Soon after Lara, a business consultant in her 30s, moved to Hong Kong several years ago, she befriended a male co-worker who seemed like someone she could trust in this new, über-cutthroat work environment. The two got along well, worked together on projects and sometimes went out after work. “He was a good sounding board for ideas, and a keen listener,” she says, “We were on the same wavelength.” She describes him as her first office husband.
As she grew comfortable in the city, however, Lara began expanding her social network to include other expats at her firm. Her work husband grew jealous of her new acquaintances and made it clear he wasn’t willing to share. “He became interested in me in a ‘more than just a friend’ way, so whenever I was invited out, he would make snide remarks about it,” she says. “After a while, that became tiring, and I just started to socialize with him less often.”
Their relationship was further strained when her work spouse was promoted and used his seniority to make her life difficult. “He started to pull rank on me,” she says. Eventually, she’d had enough of both her emotionally abusive work spouse and Hong Kong. She left the firm and the country to pursue a different career path, and did not keep in touch. “What I’ve learned from that,” she says, “is that while you can, at most times, become close without any feelings developing, you can’t control what is happening with the other person.” As in a lot of cases, Lara’s once functional office marriage ended in a nasty office divorce.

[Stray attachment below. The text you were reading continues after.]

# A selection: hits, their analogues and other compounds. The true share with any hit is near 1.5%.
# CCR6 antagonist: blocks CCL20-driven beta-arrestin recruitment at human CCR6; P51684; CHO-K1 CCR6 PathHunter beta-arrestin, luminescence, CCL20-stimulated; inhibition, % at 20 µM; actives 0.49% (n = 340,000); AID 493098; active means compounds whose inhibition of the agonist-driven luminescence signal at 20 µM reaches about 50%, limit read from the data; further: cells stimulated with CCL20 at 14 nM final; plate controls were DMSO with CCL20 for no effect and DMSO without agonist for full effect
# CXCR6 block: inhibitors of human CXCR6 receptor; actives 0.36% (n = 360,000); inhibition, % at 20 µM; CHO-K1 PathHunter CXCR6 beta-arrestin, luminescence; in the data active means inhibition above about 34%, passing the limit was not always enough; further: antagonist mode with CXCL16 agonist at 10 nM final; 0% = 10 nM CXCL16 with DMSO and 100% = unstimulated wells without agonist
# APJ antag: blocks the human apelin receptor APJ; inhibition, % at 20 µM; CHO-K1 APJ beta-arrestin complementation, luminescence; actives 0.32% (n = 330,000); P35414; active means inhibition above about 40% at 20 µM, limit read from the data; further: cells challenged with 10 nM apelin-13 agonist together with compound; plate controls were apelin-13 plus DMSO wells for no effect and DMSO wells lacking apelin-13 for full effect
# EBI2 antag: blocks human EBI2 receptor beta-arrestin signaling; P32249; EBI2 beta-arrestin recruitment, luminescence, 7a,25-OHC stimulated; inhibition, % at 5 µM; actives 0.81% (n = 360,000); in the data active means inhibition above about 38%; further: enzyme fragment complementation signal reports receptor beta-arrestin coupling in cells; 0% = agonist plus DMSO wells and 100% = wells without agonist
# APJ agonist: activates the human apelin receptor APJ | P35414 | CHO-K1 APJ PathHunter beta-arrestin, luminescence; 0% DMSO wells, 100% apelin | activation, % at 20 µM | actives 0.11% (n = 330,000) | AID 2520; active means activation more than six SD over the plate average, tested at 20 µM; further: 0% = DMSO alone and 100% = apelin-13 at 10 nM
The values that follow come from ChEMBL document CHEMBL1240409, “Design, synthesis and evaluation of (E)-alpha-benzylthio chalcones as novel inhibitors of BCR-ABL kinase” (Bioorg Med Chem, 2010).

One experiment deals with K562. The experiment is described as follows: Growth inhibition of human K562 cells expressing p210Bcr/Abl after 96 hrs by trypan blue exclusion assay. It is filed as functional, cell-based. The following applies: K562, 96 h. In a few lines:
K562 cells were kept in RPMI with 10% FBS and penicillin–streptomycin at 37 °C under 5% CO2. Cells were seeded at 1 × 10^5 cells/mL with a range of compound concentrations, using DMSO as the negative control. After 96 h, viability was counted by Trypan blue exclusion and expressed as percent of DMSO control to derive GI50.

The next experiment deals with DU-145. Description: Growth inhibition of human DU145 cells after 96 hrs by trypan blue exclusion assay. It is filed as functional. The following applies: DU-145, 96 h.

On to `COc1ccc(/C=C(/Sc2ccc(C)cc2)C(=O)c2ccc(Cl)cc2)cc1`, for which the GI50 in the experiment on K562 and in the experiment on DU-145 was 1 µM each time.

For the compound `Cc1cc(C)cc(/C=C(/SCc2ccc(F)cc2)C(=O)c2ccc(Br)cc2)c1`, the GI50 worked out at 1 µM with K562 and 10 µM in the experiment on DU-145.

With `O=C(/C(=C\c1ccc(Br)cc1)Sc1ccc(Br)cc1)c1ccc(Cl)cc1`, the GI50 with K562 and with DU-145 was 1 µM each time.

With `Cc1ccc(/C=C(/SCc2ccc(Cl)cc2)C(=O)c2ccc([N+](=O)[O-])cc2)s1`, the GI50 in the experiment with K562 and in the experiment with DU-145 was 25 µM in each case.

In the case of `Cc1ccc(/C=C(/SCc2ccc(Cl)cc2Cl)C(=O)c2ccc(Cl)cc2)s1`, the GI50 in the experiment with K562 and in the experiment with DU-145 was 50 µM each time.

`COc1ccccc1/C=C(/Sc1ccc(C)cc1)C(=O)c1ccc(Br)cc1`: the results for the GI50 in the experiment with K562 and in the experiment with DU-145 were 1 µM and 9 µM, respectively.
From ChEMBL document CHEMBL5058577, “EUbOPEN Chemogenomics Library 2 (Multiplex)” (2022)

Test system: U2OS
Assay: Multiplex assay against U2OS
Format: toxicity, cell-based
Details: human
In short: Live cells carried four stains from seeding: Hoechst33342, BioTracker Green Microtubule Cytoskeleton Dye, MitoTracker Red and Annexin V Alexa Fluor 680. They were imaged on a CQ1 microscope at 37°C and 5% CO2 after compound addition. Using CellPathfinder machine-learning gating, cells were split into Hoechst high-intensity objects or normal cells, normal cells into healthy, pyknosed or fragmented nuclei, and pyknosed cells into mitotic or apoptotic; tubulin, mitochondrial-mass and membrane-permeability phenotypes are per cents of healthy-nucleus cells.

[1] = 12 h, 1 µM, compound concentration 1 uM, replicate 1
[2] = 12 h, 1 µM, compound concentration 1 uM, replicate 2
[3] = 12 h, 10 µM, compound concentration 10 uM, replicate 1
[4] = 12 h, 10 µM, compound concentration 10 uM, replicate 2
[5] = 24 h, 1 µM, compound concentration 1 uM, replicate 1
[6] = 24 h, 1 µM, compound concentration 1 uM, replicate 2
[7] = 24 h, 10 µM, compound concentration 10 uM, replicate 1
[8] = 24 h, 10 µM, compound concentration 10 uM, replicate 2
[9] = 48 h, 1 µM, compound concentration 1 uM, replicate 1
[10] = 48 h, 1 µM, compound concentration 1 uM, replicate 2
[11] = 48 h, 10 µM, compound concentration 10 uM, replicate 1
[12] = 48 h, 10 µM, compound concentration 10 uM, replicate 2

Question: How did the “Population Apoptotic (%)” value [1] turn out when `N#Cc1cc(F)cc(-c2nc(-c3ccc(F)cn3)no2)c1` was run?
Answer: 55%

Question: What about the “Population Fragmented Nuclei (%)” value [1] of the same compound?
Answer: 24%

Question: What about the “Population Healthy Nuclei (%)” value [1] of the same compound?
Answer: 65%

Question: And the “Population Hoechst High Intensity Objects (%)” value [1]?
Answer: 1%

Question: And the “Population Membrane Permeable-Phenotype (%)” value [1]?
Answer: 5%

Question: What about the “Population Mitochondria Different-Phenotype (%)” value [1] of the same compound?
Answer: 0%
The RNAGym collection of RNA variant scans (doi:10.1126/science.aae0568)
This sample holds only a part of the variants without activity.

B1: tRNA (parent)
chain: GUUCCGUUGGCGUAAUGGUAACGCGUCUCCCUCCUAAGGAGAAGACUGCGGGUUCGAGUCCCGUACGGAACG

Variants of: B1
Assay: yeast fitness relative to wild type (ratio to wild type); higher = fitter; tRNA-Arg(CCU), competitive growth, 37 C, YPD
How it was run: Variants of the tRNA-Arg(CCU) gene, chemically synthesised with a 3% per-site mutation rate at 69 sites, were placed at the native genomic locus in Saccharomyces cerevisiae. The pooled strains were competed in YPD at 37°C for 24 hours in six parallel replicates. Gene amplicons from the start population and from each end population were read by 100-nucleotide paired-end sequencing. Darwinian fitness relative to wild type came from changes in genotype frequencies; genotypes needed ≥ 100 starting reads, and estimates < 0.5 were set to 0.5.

“Office spouse” is common modern parlance for the chummy, platonic relationship that develops between a male and a female co-worker who take their breaks together, confide in each other, and rely on one another for emotional support and workplace companionship. Often, one or both has a real spouse at home. Informal surveys done on career-building websites show that anywhere between 10% and 50% of employees report being involved in an “office marriage” at some point in their career. With long days, short lunches and big projects due, a work spouse can be a great source of encouragement, helping you stay positive when things get stressful. Some studies even suggest they increase productivity.
Penelope Trunk, the author of Brazen Careerist: The New Rules for Success, argues that one of the advantages of the work spouse relationship is its no-strings-attached vibe — it offers the closeness and support of a marriage, with out any sexual ties, commitment, or other relationship baggage. She herself has had a work spouse who was also her business partner, and she describes it as a rewarding experience.